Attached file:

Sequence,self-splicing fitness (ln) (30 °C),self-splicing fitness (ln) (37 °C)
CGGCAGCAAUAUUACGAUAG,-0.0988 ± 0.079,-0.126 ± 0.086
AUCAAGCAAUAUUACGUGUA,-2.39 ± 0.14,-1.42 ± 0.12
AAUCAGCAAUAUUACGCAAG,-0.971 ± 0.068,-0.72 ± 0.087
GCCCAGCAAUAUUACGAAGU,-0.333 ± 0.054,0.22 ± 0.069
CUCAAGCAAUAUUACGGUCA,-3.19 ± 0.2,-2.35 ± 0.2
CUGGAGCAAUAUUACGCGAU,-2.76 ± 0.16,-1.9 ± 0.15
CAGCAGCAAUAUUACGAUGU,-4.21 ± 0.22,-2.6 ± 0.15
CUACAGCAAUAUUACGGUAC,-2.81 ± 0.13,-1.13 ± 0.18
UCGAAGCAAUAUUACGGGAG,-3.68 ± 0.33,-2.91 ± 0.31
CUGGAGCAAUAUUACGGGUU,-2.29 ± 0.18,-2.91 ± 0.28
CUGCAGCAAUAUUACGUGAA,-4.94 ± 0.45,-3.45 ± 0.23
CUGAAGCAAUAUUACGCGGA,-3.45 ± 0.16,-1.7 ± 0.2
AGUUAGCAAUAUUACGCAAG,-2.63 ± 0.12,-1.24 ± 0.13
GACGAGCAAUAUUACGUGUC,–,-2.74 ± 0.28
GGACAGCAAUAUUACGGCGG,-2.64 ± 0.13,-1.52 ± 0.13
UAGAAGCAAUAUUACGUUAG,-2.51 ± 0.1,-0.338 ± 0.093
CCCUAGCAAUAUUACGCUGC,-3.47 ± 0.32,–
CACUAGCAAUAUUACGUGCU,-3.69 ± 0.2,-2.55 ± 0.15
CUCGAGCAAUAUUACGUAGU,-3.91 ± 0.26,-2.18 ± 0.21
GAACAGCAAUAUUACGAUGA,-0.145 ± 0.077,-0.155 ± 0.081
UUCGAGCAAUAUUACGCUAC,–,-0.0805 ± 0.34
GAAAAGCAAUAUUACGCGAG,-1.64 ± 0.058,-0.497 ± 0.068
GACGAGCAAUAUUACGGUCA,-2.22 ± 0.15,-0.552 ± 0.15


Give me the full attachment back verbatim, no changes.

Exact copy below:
Sequence,self-splicing fitness (ln) (30 °C),self-splicing fitness (ln) (37 °C)
CGGCAGCAAUAUUACGAUAG,-0.0988 ± 0.079,-0.126 ± 0.086
AUCAAGCAAUAUUACGUGUA,-2.39 ± 0.14,-1.42 ± 0.12
AAUCAGCAAUAUUACGCAAG,-0.971 ± 0.068,-0.72 ± 0.087
GCCCAGCAAUAUUACGAAGU,-0.333 ± 0.054,0.22 ± 0.069
CUCAAGCAAUAUUACGGUCA,-3.19 ± 0.2,-2.35 ± 0.2
CUGGAGCAAUAUUACGCGAU,-2.76 ± 0.16,-1.9 ± 0.15
CAGCAGCAAUAUUACGAUGU,-4.21 ± 0.22,-2.6 ± 0.15
CUACAGCAAUAUUACGGUAC,-2.81 ± 0.13,-1.13 ± 0.18
UCGAAGCAAUAUUACGGGAG,-3.68 ± 0.33,-2.91 ± 0.31
CUGGAGCAAUAUUACGGGUU,-2.29 ± 0.18,-2.91 ± 0.28
CUGCAGCAAUAUUACGUGAA,-4.94 ± 0.45,-3.45 ± 0.23
CUGAAGCAAUAUUACGCGGA,-3.45 ± 0.16,-1.7 ± 0.2
AGUUAGCAAUAUUACGCAAG,-2.63 ± 0.12,-1.24 ± 0.13
GACGAGCAAUAUUACGUGUC,–,-2.74 ± 0.28
GGACAGCAAUAUUACGGCGG,-2.64 ± 0.13,-1.52 ± 0.13
UAGAAGCAAUAUUACGUUAG,-2.51 ± 0.1,-0.338 ± 0.093
CCCUAGCAAUAUUACGCUGC,-3.47 ± 0.32,–
CACUAGCAAUAUUACGUGCU,-3.69 ± 0.2,-2.55 ± 0.15
CUCGAGCAAUAUUACGUAGU,-3.91 ± 0.26,-2.18 ± 0.21
GAACAGCAAUAUUACGAUGA,-0.145 ± 0.077,-0.155 ± 0.081
UUCGAGCAAUAUUACGCUAC,–,-0.0805 ± 0.34
GAAAAGCAAUAUUACGCGAG,-1.64 ± 0.058,-0.497 ± 0.068
GACGAGCAAUAUUACGGUCA,-2.22 ± 0.15,-0.552 ± 0.15